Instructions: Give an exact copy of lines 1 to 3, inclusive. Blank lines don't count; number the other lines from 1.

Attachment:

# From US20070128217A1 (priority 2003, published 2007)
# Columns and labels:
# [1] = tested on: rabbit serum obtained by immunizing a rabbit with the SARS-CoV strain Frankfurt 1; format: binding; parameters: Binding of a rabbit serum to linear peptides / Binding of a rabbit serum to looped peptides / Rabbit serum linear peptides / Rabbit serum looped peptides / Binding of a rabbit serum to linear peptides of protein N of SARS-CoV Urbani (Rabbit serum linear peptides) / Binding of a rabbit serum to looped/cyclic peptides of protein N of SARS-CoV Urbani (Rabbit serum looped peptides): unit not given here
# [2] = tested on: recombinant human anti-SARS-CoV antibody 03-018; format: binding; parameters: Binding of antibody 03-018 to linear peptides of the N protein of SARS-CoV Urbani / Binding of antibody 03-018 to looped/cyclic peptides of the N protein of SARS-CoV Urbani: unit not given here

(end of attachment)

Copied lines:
# From US20070128217A1 (priority 2003, published 2007)
# Columns and labels:
# [1] = tested on: rabbit serum obtained by immunizing a rabbit with the SARS-CoV strain Frankfurt 1; format: binding; parameters: Binding of a rabbit serum to linear peptides / Binding of a rabbit serum to looped peptides / Rabbit serum linear peptides / Rabbit serum looped peptides / Binding of a rabbit serum to linear peptides of protein N of SARS-CoV Urbani (Rabbit serum linear peptides) / Binding of a rabbit serum to looped/cyclic peptides of protein N of SARS-CoV Urbani (Rabbit serum looped peptides): unit not given here